Pianist James Rhodes, comedian Bill Bailey, actor Greg Wise and TV presenter Katie Piper were among the Quercus authors appearing at an evening for booksellers hosted by the publisher at London cabaret venue Cafe de Paris last night (23rd May).
Quercus' first guest, in conversation with Cathy Rentzenbrink, was "feminist powerhouse" Louise O'Neill, who wrote Only Ever Yours and Asking for It to start conversations about body image and consent. O'Neill told the room she had to take a break from Twitter for her mental health after she was trolled for what she had to say about rape culture, even receiving death threats. Of her latest book, Almost Love, her first novel avowedly for adults, she said it was in the editing stages ("where the real work is") while she is also currently drafting the screenplay for Only Ever Yours.
James Rhodes, author of How to Play the Piano, part of Quercus' new Little Ways to Live a Big Life series, played several pieces, including a prelude by Bach, to a transfixed room, one of which he dedicated to the people of Manchester, referencing this week's terror attack. He talked about his new book coming out in January, called Fire on All Sides, and spoke about music as a great "unifier".
Christophe Galdard, who in the past has worked under the supervision of Professor Stephen Hawking, took to the stage to share his special talent - accessibly explaining the laws of physics. His forthcoming book on the theory of relativity, How to understand E=mc2, is also part of the Little Ways to Live a Big Life series.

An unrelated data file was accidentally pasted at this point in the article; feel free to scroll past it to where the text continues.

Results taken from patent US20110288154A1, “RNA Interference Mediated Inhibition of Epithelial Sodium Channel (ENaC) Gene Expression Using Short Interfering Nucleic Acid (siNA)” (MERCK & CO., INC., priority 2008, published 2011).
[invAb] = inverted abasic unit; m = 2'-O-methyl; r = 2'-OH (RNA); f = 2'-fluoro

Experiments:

Left to right: Quercus publisher Jane Wood, Hazel Broadfoot of Village Books, Dulwich, and crime writer Elly Griffiths at the Café de Paris
Crime writer Elly Griffiths told how a visit to the chalk undercroft beneath Jarrold's in Norwich inspired her latest Dr Ruth Galloway novel, The Chalk Pit; Christopher Fowler shared his fascination with authors whose work is no longer remembered, in The Book of Forgotten Authors; and Jo Spain the merits of the psychological thriller ahead of The Confession publishing in January. "The thing about the psychological thriller is you really have freedom [...] you can come up with deliciously bad people," Spain said.
Susan Wightman, author of Book Typography: A Designer's Manual, told the room she got her latest manual, Typographic Style Handbook, off to press just prior to the presentation. Notable typographers on Wightman's whistlestop tour of fonts included "dog botherer" Eric Gill of Gill Sans fame.
Other guests included award-winning translator Frank Wynne, and in-conversations with consultant oncologist Sam Guglani, author of Histories, TV presenter Katie Piper, on the topic of her new book Confidence, and Greg Wise about the book, Not That Kind of Love, which he wrote with his late sister Clare Wise, exploring his experience as her carer last year before her death of bone cancer. In a powerful interview about society's attitude to death, Wise said: "We seem to have no relationship with death at all - we are all in beautiful denial... Death is a very important part of our life; we need to talk about the leaving as much as about the coming in."
The evening was rounded off with an appearance from Bill Bailey. He spoke on the topic of his next book with Quercus, the paperback edition of Bill Bailey's Remarkable Guide to British Birds, drawing the biggest laugh after Amazon took the shine off the book's success in hardback as an item "frequently bought" with a £14 "I Love Tits" mug.